Acer's agreement to take over Gateway Inc may foil Lenovo's plan to acquire Packard Bell and will pose a real threat to the mainland company's status as the world's third-largest PC maker.
Acer said on Monday that it plans to acquire Gateway, the third-largest PC maker in the United States, for $710 million, at $1.90 per share. The company said the deal was approved unanimously by the boards of both Acer and Gateway and is expected to be sealed by December.
Gateway said it plans to exercise its right of first refusal to acquire all shares of PB Holding Company, the parent company of Packard Bell BV, said to be the fourth-largest PC vendor in Europe with which Lenovo has been in acquisition talks in the past few weeks.
If Acer's deal with Gateway goes through, the Taiwanese PC maker will become the world's third-largest player replacing Lenovo, according to figures from data provider IDC.
"The acquisition deal with Gateway is a strategic decision that will help Acer to reinforce its business in Europe and the US," J.T. Wang, chairman of Acer, told the local media.
He said that after the company's acquisition of Gateway, the new Acer's annual shipment will surpass 20 million while revenue will reach $15 billion.
Although a deal between Acer and Gateway will hinder Lenovo's designs on Packard Bell, Lenovo said it remains interested in acquiring the European PC vendor.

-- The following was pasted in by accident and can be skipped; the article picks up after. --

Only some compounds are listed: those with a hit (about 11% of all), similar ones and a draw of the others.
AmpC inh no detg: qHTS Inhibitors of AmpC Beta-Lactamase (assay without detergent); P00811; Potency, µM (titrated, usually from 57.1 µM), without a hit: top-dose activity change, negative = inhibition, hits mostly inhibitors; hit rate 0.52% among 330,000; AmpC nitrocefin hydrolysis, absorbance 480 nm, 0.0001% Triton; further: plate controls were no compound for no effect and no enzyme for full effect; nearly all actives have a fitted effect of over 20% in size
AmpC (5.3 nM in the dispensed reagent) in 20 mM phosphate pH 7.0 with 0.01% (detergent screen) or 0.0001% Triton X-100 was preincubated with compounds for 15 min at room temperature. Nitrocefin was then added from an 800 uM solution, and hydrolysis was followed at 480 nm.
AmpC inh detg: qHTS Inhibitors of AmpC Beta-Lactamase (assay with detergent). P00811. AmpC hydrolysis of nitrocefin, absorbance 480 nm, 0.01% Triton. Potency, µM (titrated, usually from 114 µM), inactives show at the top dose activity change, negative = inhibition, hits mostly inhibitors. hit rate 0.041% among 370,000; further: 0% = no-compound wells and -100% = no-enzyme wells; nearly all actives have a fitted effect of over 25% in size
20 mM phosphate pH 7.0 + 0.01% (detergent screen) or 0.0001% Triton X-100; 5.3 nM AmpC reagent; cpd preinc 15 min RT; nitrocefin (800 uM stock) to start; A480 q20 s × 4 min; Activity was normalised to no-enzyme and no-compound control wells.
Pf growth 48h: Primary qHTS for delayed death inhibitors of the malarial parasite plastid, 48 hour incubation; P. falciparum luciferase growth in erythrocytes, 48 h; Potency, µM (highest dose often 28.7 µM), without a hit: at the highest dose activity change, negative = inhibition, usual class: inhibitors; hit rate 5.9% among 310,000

"We are still in talks with Packard Bell and are still interested in taking them over," said Zhu Guang, Lenovo's spokesman, who refused to comment on the agreement between Acer and Gateway.
Lenovo has risen to the No 3 position in the world PC market by taking over IBM's PC arm for $1.75 billion two years ago. Its third position was lost to Acer for a short time in the first quarter but Lenovo soon regained its position in the second quarter on the back of its rapid business growth.
But the sales volume gap between the two companies is still narrow. The total shipment of Lenovo and Acer in the second quarter reached 4.8 million and 4.3 million respectively, according to IDC.
Witnessing a declining profit margin, the world PC market has entered a consolidation stage, with larger manufacturers striving to gobble up smaller ones to establish advantages of scale.
Earlier this month, Gateway reached a deal with Digital China, an IT product distributor, to sell its PCs in the country.
(China Daily August 29 2007)